About
Feedback
Login
NEWS
ORGANIZATIONS
PROJECTS
PRODUCTS
1 to 4 of 4
Nottingham, United Kingdom
Research Laboratory
'This is bigger than just a building – it’s a whole philosophy'. These words are an entirely apt description of the ambition for the project and what has been achieved through a deep collaboration between the client and design teams.

The project demonstrates an unwavering focus on sustainability and challenges every aspect of the design and construction process.

The result is a building that not only achieves BREEAM outstanding and LEED platinum awards, but perhaps more importantly signals how such an approach can directly inform architectural design and greatly enhance the user experience.

The distinctive volumetric form has its origin in the need for a highly-serviced laboratory space, but one which can be naturally ventilated.

The resulting curved roof then combines the most advantageous angle for photovoltaic panels and incorporates a series of large openings driving natural light deep in to the plan form - both principles further reducing energy consumption.

The undulating roof form is therefore a direct expression of sustainable design drivers. The already hard-working roof goes on to embrace biodiversity by incorporating a green landscape and assisting rainwater attenuation.

Internally the volume reveals itself as an unexpected and unique laboratory environment where the building processes and services are given full expression and allow a clear appreciation of the design approach.

Carbon reduction is also the primary consideration in the selection of construction materials and the use of timber technologies is given full visual expression in a similar way to the building form and services.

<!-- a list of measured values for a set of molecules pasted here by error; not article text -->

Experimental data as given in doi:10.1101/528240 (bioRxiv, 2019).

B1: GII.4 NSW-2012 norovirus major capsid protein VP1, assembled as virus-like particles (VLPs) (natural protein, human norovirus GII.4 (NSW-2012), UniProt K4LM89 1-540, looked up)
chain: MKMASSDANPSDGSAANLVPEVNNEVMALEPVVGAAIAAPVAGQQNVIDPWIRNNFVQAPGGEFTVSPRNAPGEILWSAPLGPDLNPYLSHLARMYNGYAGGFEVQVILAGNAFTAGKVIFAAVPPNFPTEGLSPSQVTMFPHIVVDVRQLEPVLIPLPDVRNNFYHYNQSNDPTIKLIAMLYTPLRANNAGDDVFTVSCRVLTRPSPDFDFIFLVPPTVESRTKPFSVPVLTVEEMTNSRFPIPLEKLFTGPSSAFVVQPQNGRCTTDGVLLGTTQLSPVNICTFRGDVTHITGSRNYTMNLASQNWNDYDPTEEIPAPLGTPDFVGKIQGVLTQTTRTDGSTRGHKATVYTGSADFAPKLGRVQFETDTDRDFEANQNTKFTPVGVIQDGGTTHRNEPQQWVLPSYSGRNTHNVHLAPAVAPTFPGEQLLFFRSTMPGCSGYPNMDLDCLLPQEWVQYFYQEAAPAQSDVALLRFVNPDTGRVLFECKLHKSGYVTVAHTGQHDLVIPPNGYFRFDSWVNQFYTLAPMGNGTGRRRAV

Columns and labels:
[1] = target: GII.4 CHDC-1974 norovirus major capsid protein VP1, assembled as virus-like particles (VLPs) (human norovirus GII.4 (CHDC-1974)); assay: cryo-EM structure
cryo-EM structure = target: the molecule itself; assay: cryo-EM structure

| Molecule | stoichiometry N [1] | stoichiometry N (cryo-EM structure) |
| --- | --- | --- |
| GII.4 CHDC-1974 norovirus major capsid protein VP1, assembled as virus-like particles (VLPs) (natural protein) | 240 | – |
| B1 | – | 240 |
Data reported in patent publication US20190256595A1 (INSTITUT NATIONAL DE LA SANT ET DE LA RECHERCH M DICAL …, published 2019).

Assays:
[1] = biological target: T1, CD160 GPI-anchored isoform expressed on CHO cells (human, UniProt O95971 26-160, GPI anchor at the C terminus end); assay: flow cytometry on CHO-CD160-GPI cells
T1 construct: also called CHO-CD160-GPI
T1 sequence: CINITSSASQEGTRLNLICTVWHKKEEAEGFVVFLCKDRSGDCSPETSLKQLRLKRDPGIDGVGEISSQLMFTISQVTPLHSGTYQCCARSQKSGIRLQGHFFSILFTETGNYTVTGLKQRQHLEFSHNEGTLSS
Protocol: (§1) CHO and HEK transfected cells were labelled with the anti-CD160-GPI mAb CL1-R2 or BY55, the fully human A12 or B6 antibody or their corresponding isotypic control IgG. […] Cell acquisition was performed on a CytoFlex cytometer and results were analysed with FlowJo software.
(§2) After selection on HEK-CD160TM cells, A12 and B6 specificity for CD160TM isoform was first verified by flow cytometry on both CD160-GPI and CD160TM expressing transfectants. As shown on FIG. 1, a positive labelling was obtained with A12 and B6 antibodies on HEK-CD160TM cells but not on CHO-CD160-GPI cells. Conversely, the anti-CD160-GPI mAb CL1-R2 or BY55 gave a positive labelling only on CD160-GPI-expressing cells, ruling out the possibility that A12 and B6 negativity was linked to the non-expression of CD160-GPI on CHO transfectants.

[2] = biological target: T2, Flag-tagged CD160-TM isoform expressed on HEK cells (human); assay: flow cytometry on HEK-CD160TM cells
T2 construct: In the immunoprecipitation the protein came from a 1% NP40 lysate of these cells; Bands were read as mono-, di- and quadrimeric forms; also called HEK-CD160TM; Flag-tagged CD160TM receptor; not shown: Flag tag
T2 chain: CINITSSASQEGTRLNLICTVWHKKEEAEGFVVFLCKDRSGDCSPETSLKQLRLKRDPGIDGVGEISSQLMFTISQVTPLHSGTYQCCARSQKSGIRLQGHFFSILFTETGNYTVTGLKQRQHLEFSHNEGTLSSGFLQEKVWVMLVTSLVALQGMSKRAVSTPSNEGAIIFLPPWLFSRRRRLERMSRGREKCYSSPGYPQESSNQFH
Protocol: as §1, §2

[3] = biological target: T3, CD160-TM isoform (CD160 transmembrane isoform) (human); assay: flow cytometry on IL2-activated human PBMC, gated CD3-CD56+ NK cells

Both the timber frame and wall panelling are on view without extraneous finishing materials, again reinforcing the commitment to sustainable and accountable design decisions.

The philosophy connecting building operation and aesthetic is also clearly expressed in the opening up of the laboratory environment, with clear views between spaces to aid collaboration and understanding of the processes within.

Externally the laboratory volumes are clad in a combination of Western Red Cedar and single fired terracotta panels - both natural materials chosen for their low embodied energy. Overhangs and deeply set windows are further design cues chosen to control the internal environment, adding to the distinctive aesthetic, yet remaining true to the philosophy of the project.

The awards jury were impressed with the commitment shown by the project team to challenging traditional notions of the building typology and bringing forward new thinking about the role and possibilities for a sustainable design approach.
Effingham, United Kingdom
Higher Education, Classroom Buildings, Lecture Hall
St Teresa’s School is an independent girls’ school located in the green belt in the Surrey Hills, an area of outstanding natural beauty. The new Sixth Form Centre is the first phase of IF_DO’s 10-year masterplan for St Teresa’s, which aims not only to improve the school’s built fabric, but also to reconnect the primary teaching areas of the site to the natural landscape around it. The masterplan identified the need for a new facility with smaller classrooms to accommodate a university-style teaching experience. It was driven by a collegiate approach and envisages a network of colonnades and courtyards to stitch together existing disparate facilities. The new Sixth Form Centre embodies these principles, with the creation of a new ‘Sixth Form Quad’, and colonnaded walkways integrated into the building. With a very tight budget and an ambitious brief, the design evolved from a principle of modularity and prefabrication. Splitting the building into two discrete blocks allowed for greater construction efficiencies, with more cellular spaces in the ‘teaching block’ (classrooms, offices, common room and study room); and a separate block housing the lecture theatre. The two blocks are joined by a covered link which acts as the main entry point and circulation space and provides a clear visual connection from the Sixth Form Quad to the woodland beyond. Nature pervades the entire scheme - from the formal courtyards to the outdoor ‘woodland’ classroom to the tree growing through the roof canopy at the centre of the plan – the scheme includes a sequence of elements which harness the under-utilised green spaces around it. On the western side of the building two floors of classrooms look out over the new Sixth Form Quad, while the common room and reading room are located at the eastern end of the building, directly overlooking the adjacent woodland. At first floor level the reading room elevates students into the canopy of the surrounding trees—creating a calming and focussed space for study.